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The Cambridge Companion to the Hebrew Bible/Old Testament, edited by Stephen B. Chapman and Marvin A. Sweeney

15 June 2018

John Barton on study of what Christians call the Old Testament

THIS reasonably priced general guide to the Hebrew Bible/Old Testament comes from Cambridge University Press in New York. All but one of the contributors work in the United States; so British and Continental biblical scholarship is not represented to any serious extent, let alone any from further afield. The editors are respectively Christian and Jewish, and both perspectives can be found within the volume.

The intended readership, as generally for Cambridge Companions, is serious students of the Bible from any, or no, religious background; and the volume succeeds well as a guide for such people.

There are five parts. Part I, “Text and canon”, addresses textual criticism and the canonisation of the Old Testament — both chapters admirably clear and usable, and both fully up to date, as is true of the volume as a whole.

Part II, “Historical background”, comprises chapters on the ancient Near Eastern context of the Bible, the history of Israelite religion, and the relations between the Hebrew Bible and history. In part III, “Methods and approaches”, three types of criticism are described: historical-critical methods, in a characteristically lucid and straightforward, but also incisive and original, chapter by John J. Collins; social-scientific models; and literary approaches to the Hebrew Bible.

Part IV, “Subcollections and genres”, and consists of the kind of survey of the contents of the Hebrew Bible which might be expected: Pentateuch, historical books, Former Prophets, Latter Prophets, Psalms, Wisdom, late historical books (such as Chronicles), short stories (such as Esther and Ruth), apocalyptic, and the deuterocanonical or apocryphal books.

These chapters concentrate on giving the reader a sense for the main discussions in modern biblical scholarship, and generally include material from both Anglo-American and Continental perspectives. The reader will get a clear idea of where there is consensus, where dispute.

In part V, “Reception and use”, more contemporary concerns surface, with chapters on the Hebrew Bible in Judaism and the Old Testament in Christianity, the Hebrew Bible in Islam (something of a novelty in such a volume, but a welcome one), the Hebrew Bible in art and literature, “The Old Testament in public” — concerned exclusively with the American scene — and, finally, the theology of the Hebrew Bible/Old Testament.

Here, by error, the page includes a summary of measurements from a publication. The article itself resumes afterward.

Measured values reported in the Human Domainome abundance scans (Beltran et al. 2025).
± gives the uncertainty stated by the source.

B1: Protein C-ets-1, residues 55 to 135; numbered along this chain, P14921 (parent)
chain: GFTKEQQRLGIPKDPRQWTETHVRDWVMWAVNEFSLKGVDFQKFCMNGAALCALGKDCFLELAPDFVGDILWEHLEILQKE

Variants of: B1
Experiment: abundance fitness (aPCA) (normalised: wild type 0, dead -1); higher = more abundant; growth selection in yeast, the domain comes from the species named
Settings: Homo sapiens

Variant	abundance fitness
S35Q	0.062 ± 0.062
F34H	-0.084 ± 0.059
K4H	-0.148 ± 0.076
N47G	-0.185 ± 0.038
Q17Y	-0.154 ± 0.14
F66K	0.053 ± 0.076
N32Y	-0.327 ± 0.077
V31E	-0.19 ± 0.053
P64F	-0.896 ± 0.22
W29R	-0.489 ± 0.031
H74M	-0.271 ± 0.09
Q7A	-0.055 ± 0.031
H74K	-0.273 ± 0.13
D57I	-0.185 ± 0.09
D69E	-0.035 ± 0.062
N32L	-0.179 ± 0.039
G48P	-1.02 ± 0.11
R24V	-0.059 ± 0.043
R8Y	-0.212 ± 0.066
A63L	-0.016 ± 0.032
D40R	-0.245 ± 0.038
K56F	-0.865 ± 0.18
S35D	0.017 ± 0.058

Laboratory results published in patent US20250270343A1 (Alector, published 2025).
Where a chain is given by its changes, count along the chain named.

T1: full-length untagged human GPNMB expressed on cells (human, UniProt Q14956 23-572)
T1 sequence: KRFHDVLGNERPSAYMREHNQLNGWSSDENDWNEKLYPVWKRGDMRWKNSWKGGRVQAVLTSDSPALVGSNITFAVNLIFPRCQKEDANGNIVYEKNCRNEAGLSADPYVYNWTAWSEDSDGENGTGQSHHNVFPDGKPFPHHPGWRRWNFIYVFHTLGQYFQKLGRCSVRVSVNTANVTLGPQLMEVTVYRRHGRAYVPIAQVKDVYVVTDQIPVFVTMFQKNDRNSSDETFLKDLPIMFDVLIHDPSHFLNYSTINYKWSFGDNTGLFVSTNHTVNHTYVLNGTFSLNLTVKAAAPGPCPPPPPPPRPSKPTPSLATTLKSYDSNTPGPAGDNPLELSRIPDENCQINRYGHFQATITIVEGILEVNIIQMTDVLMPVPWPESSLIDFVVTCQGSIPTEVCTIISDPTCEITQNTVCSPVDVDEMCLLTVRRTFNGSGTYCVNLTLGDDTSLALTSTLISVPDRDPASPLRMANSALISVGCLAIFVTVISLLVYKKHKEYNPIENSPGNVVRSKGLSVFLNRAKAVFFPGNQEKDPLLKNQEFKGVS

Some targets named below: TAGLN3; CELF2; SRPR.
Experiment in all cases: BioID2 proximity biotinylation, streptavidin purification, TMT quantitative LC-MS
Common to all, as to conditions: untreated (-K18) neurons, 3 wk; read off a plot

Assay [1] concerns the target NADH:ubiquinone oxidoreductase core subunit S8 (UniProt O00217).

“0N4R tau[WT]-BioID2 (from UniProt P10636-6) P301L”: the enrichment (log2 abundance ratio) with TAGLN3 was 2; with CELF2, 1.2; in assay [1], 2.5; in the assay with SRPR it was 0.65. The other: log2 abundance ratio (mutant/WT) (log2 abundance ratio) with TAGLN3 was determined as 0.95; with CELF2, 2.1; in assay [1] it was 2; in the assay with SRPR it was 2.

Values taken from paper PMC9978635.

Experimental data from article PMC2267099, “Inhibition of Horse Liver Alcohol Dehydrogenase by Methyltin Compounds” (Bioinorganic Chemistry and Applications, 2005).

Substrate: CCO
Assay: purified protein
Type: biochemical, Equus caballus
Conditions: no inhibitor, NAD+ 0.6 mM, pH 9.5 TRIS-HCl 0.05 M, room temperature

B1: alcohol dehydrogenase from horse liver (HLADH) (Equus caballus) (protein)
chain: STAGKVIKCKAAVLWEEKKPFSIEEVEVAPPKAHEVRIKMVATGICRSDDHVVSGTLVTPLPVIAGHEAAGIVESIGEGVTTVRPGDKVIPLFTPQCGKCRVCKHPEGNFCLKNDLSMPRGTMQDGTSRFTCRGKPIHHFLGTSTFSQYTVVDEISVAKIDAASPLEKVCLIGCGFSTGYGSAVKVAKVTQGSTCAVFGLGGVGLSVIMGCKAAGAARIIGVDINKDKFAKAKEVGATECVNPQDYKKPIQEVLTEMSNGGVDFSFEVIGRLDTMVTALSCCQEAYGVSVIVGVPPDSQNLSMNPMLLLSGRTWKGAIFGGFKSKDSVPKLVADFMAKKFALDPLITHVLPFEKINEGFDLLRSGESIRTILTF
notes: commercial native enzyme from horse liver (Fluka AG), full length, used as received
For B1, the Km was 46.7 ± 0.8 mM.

This is a rather miscellaneous section, but all touching on current concerns for how the Bible has been received, not just for what it originally meant on its own terms.

The contributors are well-known and expert scholars. I would single out particularly the two chapters on the Bible in Judaism (Frederick Greenspahn) and in Christianity (Walter Moberly of Durham, the only contributor working in Britain) as raising issues often not on the agenda of courses in biblical studies.

Taken together, they show just how facile is the suggestion that Judaism and Christianity “share” these books: strictly speaking, they do, but they read them so differently that they could almost be different books. Greenspahn highlights, too, that Judaism is not derived directly from the Bible in the way that Protestant Christianity sometimes claims to be, but consciously incorporates much post-biblical tradition.

Also of note is the chapter on literary approaches by Adele Berlin — one of only three women contributors out of the overall 23, surely surprising nowadays. She introduces the complex relations between “modern” and “post-modern” criticism with great skill, shining a clear light into obscure places.

Anyone who imagines that Old Testament study is static, or has reached a kind of stalemate, will be enlightened by Thomas Dozeman on the Pentateuch, summarising recent trends in both American and European scholarship, though mostly the latter. And survey volumes such as this rarely include much on the Dead Sea Scrolls rewritings of the Bible, or on the Apocrypha; so the chapters by Ehud Ben Zvi and Sharon Pace are valuable contributions.

This is not a ground-breaking book: that is not what one wants from this genre. It is a very sound guide to the current state of play in the study of the Hebrew Bible/Old Testament, and should be widely welcomed.

John Barton is Emeritus Oriel and Laing Professor of the Interpretation of Holy Scripture in the University of Oxford, a Senior Research Fellow at Campion Hall, and an Anglican priest.

The Cambridge Companion to the Hebrew Bible/Old Testament
Stephen B. Chapman and Marvin A. Sweeney, editors
Cambridge University Press £31.99
Church Times Bookshop £28.79

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